The so-called “crypto art” is not a new art form. It is not a new artistic movement, nor is it a new art-related cryptocurrency.
It is in fact the use of blockchain-based tools to support artists and works of art. In other words, it is art using new tools made possible by cryptocurrencies and the blockchain.
The curious thing is that practically any artist can use these new tools to gain benefits, though to be fair, often those who produce crypto-art are artists who specialize in digital art forms.
It all starts with the fact that data recorded on a public and secure blockchain, such as that of Ethereum, are in fact immutable, public, verifiable and not falsifiable.
For example, any work of art can be represented by a unique code, called a hash, which can be recorded indelibly and unalterably on the blockchain. If the blockchain is public, anyone can freely verify that only one of that code exists, and can also verify that it is the owner.
The public blockchain does not record the name of the owners, but the code of their public address, and only they can prove mathematically, and without a shadow of a doubt, that they are the true owners.
But not only that.
Crypto art and NFTs
Blockchains like Ethereum also make it possible, for example, to create individual non-fungible tokens, called NFTs, which not only allow anyone to verify their existence, uniqueness and ownership, but which can even be exchanged, i.e. sent freely by their owner to other public addresses belonging to other owners.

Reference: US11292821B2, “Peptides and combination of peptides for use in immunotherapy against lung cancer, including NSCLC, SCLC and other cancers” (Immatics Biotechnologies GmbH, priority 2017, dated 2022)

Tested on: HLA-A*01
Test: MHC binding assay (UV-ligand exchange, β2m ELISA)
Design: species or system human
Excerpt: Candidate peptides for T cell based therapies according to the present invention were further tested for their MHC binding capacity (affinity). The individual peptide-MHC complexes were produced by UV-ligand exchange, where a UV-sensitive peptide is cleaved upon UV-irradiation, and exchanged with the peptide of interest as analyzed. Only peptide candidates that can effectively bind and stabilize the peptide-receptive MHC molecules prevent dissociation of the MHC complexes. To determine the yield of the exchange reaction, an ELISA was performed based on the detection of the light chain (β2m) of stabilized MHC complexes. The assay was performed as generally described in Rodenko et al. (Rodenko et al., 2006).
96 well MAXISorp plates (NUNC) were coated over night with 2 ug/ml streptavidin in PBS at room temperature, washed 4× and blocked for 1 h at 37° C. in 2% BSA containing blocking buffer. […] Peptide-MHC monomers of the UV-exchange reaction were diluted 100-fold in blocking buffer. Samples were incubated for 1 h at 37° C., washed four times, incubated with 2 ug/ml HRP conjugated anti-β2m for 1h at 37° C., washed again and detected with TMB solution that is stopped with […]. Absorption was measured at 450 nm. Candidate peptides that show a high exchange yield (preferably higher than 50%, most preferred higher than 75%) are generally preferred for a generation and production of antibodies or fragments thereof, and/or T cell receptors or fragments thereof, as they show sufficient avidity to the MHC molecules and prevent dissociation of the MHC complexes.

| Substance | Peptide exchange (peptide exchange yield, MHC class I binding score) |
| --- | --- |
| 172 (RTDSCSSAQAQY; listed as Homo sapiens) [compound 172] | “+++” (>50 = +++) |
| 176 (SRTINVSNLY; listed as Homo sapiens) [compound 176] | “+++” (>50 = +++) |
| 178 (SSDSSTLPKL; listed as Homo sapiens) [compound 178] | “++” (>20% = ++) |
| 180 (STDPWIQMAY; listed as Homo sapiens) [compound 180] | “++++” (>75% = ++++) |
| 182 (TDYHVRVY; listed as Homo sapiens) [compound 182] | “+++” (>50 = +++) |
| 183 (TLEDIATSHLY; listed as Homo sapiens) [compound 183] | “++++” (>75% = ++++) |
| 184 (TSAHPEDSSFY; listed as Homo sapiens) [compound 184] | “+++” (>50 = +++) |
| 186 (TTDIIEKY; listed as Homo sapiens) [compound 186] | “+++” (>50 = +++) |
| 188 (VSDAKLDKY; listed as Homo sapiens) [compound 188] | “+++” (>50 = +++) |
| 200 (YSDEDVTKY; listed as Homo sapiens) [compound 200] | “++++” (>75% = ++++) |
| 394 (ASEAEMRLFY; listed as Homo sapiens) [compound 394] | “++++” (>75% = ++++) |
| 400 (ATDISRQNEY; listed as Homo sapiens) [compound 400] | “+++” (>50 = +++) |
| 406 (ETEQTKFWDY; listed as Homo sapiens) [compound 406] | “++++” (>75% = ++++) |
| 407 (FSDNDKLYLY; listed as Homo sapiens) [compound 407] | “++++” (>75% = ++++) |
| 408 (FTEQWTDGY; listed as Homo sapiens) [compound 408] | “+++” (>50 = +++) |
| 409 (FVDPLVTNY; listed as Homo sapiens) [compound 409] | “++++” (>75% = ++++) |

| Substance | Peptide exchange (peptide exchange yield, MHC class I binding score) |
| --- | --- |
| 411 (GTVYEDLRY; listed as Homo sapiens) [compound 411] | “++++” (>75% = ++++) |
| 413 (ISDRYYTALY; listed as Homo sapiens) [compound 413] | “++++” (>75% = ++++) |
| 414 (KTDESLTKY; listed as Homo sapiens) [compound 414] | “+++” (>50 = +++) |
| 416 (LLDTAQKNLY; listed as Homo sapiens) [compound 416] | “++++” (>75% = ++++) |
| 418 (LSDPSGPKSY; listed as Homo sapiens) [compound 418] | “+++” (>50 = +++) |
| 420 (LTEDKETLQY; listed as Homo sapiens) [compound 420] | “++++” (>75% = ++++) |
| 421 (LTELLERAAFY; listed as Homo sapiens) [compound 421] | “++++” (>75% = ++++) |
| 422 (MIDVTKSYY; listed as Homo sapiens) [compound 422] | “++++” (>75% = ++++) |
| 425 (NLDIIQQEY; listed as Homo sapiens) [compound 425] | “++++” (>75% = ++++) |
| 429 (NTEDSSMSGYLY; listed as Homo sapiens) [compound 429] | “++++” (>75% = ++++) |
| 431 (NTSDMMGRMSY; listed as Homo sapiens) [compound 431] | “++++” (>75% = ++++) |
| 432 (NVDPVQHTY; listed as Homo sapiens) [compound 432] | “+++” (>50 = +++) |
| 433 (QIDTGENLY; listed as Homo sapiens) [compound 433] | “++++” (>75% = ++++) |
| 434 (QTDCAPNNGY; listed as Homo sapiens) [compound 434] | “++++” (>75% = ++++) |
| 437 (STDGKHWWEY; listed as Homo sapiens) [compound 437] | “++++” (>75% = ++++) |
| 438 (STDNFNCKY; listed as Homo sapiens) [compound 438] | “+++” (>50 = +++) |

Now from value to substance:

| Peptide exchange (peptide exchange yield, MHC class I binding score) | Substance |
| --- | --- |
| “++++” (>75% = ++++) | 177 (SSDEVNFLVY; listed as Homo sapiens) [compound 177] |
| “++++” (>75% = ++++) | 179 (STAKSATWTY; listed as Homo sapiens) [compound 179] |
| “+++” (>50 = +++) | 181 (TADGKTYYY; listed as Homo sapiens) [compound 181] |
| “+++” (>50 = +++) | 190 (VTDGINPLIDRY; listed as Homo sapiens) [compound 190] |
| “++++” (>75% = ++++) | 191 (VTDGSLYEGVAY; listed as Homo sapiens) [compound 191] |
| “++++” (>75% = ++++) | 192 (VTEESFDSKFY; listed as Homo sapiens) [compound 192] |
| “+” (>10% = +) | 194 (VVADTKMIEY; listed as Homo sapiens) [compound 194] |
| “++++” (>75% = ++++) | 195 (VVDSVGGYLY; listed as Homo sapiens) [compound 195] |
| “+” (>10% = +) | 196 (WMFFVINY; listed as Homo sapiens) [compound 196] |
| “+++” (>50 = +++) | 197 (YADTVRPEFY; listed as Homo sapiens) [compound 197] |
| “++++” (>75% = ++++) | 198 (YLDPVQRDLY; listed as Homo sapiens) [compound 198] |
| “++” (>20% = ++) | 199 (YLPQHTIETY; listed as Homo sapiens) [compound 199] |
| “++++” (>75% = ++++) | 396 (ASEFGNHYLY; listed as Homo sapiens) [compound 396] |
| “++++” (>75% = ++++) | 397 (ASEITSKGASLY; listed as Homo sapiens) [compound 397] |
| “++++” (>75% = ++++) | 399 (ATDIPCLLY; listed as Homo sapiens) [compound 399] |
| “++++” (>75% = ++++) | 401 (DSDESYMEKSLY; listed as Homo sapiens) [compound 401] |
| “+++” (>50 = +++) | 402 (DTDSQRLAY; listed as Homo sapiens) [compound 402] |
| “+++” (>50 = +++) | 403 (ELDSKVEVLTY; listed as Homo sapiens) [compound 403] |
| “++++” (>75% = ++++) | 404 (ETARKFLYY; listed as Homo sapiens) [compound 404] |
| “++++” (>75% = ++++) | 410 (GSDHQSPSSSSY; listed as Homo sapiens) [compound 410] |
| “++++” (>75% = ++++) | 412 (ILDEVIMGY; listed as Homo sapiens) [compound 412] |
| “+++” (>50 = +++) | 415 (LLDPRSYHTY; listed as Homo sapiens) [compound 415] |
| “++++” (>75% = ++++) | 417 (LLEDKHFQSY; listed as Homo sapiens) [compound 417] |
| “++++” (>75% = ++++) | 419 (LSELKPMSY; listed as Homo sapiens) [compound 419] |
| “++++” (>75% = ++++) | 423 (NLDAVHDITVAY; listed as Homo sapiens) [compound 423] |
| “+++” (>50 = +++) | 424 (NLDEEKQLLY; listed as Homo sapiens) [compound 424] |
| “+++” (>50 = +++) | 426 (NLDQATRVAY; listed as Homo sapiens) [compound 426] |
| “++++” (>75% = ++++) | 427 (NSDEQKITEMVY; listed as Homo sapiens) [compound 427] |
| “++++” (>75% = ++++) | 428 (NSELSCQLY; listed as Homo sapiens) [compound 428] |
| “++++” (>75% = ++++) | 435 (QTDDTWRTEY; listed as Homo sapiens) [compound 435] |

And there is more.
Digital works of art can be issued and registered on special decentralized repositories, in the form of digital files, and linked to e.g. one of these NFTs, to make their ownership public to everyone, and to be freely exchanged.
Strictly speaking, crypto art consists precisely in the creation of these digital works of art that are inextricably linked to an NFT, but since NFTs can also be linked to physical works of art, we often speak of crypto art even when a non-digital work of art is treated in this way.
There is actually a third definition of crypto art, but it is now only used marginally. In other words, crypto art was once defined as any work of art that related to cryptocurrencies, and blockchain, but now only those that are represented on a public blockchain with a unique hash or NFT are considered to be ‘crypto’ artwork.
Finally, it is worth noting that these NFTs in particular can often be traded freely in real marketplaces where buyers can be sure that they are the only owners, and that they own the original work, while artists can earn money by selling it directly to collectors.
In short, it is a new way of making – but above all exchanging – art, applicable to many different art forms, in particular digital art, i.e. all art that can be saved in a file.